Nure-onna

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A nure-onna as depicted in Sawaki Suushi's Hyakkai-Zukan

In Japanese folklore, a nure-onna (濡女?, lit. "wet woman") is a yōkai which resembles an amphibious creature with the head of a woman and the body of a snake. While the description of her appearance varies slightly from story to story, she has been described as being 300 m in length and has snake-like eyes, long claws, fangs and long, beautiful hair. She is typically spotted on a shore, washing her hair.

Mythology[edit]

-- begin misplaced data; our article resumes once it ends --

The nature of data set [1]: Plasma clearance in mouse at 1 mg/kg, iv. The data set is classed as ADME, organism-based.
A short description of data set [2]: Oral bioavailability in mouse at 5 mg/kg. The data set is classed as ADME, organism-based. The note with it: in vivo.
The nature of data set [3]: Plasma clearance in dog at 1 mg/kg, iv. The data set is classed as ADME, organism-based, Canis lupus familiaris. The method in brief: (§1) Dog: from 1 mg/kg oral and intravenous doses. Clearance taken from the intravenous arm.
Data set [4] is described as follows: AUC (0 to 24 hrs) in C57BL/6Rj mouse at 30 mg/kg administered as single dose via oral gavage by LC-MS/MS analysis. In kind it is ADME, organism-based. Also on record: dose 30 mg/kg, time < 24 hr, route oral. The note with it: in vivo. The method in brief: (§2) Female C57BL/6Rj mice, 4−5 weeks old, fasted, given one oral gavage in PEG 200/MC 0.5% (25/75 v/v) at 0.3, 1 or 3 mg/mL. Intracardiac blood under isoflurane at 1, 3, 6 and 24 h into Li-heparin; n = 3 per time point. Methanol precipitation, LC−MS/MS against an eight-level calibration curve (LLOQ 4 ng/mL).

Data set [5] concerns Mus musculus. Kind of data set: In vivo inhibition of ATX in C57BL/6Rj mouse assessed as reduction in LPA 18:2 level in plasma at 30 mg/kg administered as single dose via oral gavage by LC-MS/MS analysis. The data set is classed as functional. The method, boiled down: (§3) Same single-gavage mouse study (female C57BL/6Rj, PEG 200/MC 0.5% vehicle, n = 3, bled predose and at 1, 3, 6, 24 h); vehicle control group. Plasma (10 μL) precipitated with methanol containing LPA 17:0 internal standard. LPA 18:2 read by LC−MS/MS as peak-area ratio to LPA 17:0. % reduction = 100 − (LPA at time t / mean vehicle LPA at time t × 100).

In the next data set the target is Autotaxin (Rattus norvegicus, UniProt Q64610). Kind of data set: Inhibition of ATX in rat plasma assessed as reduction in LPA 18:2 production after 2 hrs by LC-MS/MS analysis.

A nure-onna's intention are unknown. In some stories, she is a monstrous being who is powerful enough to crush trees with her tail and feeds on humans. She carries with her a small, childlike bundle, which she uses to attract potential victims. If a well-intentioned person offers to hold the baby for her, the nure-onna will let them. If they attempt to discard the bundle, however, it is revealed that it is not a child at all. Instead, the bundle becomes incredibly heavy and prevents the victim from fleeing. She then uses her long, snake-like tongue to suck all the blood from her victim’s body. In other stories, a nure-onna is simply seeking solitude as she washes her hair and reacts violently to those who bother her. The Rokurokubi is a close relative to the nure-onna as she herself has a long snake-like neck/body.

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